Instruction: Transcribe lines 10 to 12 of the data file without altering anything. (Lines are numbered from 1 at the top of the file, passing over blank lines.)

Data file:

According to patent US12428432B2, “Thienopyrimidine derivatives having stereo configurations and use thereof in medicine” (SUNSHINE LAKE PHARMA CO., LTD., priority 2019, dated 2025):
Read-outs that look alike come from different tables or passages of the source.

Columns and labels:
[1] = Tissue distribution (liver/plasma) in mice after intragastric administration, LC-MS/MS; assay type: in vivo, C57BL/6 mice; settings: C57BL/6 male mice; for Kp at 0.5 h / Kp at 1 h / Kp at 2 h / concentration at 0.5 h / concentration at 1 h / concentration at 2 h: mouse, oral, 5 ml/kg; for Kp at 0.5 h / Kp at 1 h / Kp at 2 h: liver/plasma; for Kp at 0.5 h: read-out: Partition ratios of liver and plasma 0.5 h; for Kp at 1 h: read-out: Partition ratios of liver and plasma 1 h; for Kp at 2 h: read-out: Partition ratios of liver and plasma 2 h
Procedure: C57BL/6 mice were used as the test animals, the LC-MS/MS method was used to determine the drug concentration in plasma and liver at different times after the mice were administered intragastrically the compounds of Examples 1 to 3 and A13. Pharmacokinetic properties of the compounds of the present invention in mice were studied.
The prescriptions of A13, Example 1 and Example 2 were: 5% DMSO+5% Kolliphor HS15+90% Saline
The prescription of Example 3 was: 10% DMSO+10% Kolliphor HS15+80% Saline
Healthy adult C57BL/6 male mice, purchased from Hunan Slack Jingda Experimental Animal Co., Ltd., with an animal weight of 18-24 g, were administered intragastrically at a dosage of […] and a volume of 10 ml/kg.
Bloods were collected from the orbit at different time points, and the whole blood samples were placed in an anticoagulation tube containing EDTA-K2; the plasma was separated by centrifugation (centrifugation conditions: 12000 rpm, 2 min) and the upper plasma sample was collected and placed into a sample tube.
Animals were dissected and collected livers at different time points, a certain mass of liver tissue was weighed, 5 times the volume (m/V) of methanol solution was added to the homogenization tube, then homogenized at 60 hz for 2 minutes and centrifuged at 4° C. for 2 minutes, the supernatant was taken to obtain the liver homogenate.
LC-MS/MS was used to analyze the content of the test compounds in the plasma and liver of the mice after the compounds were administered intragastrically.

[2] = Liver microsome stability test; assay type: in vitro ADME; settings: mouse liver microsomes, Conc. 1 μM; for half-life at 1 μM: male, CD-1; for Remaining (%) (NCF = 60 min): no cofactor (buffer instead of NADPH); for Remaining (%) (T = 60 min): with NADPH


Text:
Animals were dissected and collected livers at different time points, a certain mass of liver tissue was weighed, 5 times the volume (m/V) of methanol solution was added to the homogenization tube, then homogenized at 60 hz for 2 minutes and centrifuged at 4° C. for 2 minutes, the supernatant was taken to obtain the liver homogenate.
LC-MS/MS was used to analyze the content of the test compounds in the plasma and liver of the mice after the compounds were administered intragastrically.

[2] = Liver microsome stability test; assay type: in vitro ADME; settings: mouse liver microsomes, Conc. 1 μM; for half-life at 1 μM: male, CD-1; for Remaining (%) (NCF = 60 min): no cofactor (buffer instead of NADPH); for Remaining (%) (T = 60 min): with NADPH